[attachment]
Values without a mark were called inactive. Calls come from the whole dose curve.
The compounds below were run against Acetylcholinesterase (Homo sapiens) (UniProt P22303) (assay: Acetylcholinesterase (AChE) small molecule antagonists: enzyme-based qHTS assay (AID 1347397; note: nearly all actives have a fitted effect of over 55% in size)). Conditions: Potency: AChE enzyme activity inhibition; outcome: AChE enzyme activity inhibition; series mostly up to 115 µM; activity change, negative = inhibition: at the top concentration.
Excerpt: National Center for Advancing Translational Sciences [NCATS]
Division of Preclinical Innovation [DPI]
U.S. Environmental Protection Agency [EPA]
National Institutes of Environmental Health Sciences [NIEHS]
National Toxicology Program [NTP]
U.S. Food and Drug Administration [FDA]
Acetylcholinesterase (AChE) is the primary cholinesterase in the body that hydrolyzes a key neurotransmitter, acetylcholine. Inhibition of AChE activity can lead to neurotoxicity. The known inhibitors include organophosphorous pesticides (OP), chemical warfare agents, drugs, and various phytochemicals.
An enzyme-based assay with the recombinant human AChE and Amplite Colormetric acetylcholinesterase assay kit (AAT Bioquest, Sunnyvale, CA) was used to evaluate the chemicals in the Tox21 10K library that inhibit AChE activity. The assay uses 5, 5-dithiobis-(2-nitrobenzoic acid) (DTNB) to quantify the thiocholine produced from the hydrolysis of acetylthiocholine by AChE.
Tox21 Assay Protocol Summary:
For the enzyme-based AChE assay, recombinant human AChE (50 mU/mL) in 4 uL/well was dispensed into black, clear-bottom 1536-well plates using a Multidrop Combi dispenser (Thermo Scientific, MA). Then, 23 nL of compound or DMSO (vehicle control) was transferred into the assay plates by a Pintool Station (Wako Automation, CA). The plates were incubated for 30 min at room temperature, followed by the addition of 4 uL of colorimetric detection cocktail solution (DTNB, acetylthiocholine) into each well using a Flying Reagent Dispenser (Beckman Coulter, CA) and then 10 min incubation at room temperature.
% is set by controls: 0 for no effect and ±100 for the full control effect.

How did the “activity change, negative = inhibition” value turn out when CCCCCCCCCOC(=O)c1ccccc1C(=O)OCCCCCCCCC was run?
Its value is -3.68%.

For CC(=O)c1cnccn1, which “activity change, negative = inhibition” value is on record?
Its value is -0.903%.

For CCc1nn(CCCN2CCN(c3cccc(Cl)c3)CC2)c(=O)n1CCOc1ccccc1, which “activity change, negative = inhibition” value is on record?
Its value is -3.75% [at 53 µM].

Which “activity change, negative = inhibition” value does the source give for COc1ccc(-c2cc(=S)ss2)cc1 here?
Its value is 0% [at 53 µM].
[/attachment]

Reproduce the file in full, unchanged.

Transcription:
Values without a mark were called inactive. Calls come from the whole dose curve.
The compounds below were run against Acetylcholinesterase (Homo sapiens) (UniProt P22303) (assay: Acetylcholinesterase (AChE) small molecule antagonists: enzyme-based qHTS assay (AID 1347397; note: nearly all actives have a fitted effect of over 55% in size)). Conditions: Potency: AChE enzyme activity inhibition; outcome: AChE enzyme activity inhibition; series mostly up to 115 µM; activity change, negative = inhibition: at the top concentration.
Excerpt: National Center for Advancing Translational Sciences [NCATS]
Division of Preclinical Innovation [DPI]
U.S. Environmental Protection Agency [EPA]
National Institutes of Environmental Health Sciences [NIEHS]
National Toxicology Program [NTP]
U.S. Food and Drug Administration [FDA]
Acetylcholinesterase (AChE) is the primary cholinesterase in the body that hydrolyzes a key neurotransmitter, acetylcholine. Inhibition of AChE activity can lead to neurotoxicity. The known inhibitors include organophosphorous pesticides (OP), chemical warfare agents, drugs, and various phytochemicals.
An enzyme-based assay with the recombinant human AChE and Amplite Colormetric acetylcholinesterase assay kit (AAT Bioquest, Sunnyvale, CA) was used to evaluate the chemicals in the Tox21 10K library that inhibit AChE activity. The assay uses 5, 5-dithiobis-(2-nitrobenzoic acid) (DTNB) to quantify the thiocholine produced from the hydrolysis of acetylthiocholine by AChE.
Tox21 Assay Protocol Summary:
For the enzyme-based AChE assay, recombinant human AChE (50 mU/mL) in 4 uL/well was dispensed into black, clear-bottom 1536-well plates using a Multidrop Combi dispenser (Thermo Scientific, MA). Then, 23 nL of compound or DMSO (vehicle control) was transferred into the assay plates by a Pintool Station (Wako Automation, CA). The plates were incubated for 30 min at room temperature, followed by the addition of 4 uL of colorimetric detection cocktail solution (DTNB, acetylthiocholine) into each well using a Flying Reagent Dispenser (Beckman Coulter, CA) and then 10 min incubation at room temperature.
% is set by controls: 0 for no effect and ±100 for the full control effect.

How did the “activity change, negative = inhibition” value turn out when CCCCCCCCCOC(=O)c1ccccc1C(=O)OCCCCCCCCC was run?
Its value is -3.68%.

For CC(=O)c1cnccn1, which “activity change, negative = inhibition” value is on record?
Its value is -0.903%.

For CCc1nn(CCCN2CCN(c3cccc(Cl)c3)CC2)c(=O)n1CCOc1ccccc1, which “activity change, negative = inhibition” value is on record?
Its value is -3.75% [at 53 µM].

Which “activity change, negative = inhibition” value does the source give for COc1ccc(-c2cc(=S)ss2)cc1 here?
Its value is 0% [at 53 µM].